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    @YuvalFilmus No, that's not true. As the post points out, in Middle Eastern countries you have to take Islamic studies courses. And in China you have to take courses on Communism and the history of the Chinese revolution. It isn't just North America. Commented Apr 8, 2022 at 19:52
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I think you are focusing on the wrong aspect. In a purely theoretical world, I expect that a Bachelor degree would provide 100% of the knowledge needed to be introduced to a (certain) Master degree.

However, to cover that 100% of knowledge the Bachelor degree needs something like 40% of its courses. Why? Because the Bachelor should be introductory to many Master degrees, plus should be enough for someone not willing to pursue a Master degree.

Let's say Bachelor in CS (BCS) is required for 3 different Master in CS, in topic A (MaA), B (MaB) and C (MaC). It can be that the Master in CS is only one, and the three topics are sub-tracks.

If the BCS is composed of 180 ECTS, I expect that in reality only about 100-120 ECTS are effectively required by each one of the Ma*. There will be obviously some overlap in the requirements of the three Masters, so a student completing the 180 ECTS in your system can pursue any of the three Master topic, while the unlucky Kaveh and the unlucky Niloufar may be bound to pursue MaA and MaC, while to pursue MaB they would be required to make up for the missing credits.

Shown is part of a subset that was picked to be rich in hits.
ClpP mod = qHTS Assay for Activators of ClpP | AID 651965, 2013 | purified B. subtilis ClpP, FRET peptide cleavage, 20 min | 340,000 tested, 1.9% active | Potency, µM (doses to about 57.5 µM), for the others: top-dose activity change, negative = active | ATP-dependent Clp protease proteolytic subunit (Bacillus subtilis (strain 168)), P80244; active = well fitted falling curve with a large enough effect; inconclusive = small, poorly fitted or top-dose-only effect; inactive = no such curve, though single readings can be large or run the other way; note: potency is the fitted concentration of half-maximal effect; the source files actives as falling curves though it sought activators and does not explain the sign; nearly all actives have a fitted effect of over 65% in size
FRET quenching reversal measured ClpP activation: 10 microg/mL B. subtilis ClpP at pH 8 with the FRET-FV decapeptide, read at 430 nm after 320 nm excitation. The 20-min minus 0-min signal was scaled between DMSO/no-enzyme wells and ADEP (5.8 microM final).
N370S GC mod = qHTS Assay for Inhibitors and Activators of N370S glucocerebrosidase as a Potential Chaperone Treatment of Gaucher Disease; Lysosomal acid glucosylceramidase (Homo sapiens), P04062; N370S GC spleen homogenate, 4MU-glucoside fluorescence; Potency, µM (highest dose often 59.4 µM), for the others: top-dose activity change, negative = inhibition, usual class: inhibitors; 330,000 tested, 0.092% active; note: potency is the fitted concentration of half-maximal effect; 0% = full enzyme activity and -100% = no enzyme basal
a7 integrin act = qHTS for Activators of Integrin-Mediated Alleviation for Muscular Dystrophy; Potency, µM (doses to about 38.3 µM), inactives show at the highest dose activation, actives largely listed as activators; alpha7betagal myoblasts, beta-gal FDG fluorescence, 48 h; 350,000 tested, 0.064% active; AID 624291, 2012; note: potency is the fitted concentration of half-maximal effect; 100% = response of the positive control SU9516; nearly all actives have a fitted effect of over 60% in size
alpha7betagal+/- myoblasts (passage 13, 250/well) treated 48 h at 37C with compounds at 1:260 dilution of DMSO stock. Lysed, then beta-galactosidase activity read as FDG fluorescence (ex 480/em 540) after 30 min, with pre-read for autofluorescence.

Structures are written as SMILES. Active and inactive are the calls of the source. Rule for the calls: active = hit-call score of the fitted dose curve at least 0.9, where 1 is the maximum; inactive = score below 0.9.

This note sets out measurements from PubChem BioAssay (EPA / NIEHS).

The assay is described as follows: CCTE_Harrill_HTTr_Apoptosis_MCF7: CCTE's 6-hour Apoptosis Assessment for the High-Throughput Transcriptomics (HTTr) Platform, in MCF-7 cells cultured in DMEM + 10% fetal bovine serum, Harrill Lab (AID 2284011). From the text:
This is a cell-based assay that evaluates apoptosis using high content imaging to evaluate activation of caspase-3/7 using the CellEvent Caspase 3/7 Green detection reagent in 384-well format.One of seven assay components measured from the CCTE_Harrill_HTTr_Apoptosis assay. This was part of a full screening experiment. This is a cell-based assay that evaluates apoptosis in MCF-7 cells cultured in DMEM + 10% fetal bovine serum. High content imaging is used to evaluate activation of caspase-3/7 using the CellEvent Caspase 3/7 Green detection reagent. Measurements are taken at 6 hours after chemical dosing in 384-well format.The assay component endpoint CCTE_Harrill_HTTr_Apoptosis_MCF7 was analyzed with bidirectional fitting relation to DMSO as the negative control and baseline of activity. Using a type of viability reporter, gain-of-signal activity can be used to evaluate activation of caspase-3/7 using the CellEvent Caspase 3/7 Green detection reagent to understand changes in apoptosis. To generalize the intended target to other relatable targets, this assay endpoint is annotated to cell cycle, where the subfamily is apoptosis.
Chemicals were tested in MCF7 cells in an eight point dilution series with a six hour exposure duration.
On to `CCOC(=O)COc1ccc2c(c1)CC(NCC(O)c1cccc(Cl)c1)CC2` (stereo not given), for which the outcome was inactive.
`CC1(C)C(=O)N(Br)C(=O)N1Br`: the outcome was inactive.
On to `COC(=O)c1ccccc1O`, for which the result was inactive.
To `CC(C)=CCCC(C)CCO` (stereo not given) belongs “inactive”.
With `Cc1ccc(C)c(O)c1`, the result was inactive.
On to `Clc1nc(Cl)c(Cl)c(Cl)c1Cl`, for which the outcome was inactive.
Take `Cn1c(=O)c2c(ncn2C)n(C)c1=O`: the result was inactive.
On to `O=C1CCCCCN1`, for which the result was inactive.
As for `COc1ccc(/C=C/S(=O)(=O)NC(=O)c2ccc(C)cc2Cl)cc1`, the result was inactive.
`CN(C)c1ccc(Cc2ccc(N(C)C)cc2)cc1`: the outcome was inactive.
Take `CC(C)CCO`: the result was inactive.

In short: ignore the non-core courses, focus on what matters to you. Those students would not have completed their university degree without taking those compulsory or semi-compulsory courses at the persian university. Even if not compulsory, it may be that if you take religious courses you are discharged from the army ... if living in a country that has sustained military involvement, it is a very rational to do (a couple of exams on God instead of being enlisted to shoot someone? yes please) [1]

[1] would you have the same doubts about US students that honourably served in the mighty US Army to get US citizenship and then discounted tuition fees?

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In order to properly participate in a masters programme, one requires a certain level of knowledge, ability and/or experience. Of course it is difficult to judge these qualities in another person, especially if you are tasked with judging a large number of people, spread across the globe, in a short period of time.

Credits have been introduced to give some indication of the time a person has spent studying certain subjects. They are by no means standardized, and by no means indicate any level of knowledge or ability. Only when you are familiar with the specific institute that issued these credits, can you infer more details about their qualifications from these credits.

So instead of focusing on their credits from institutes that you are not familiar with, and focusing on their mandatory 'extracurricular' activities, focus on their qualifications. Yes, the list of course names will give you some indication of the topics they are familiar with. But it will tell you very little about their actual level of knowledge, ability or experience. I would advise instead to schedule brief interviews with the most promising candidates to judge their actual qualifications.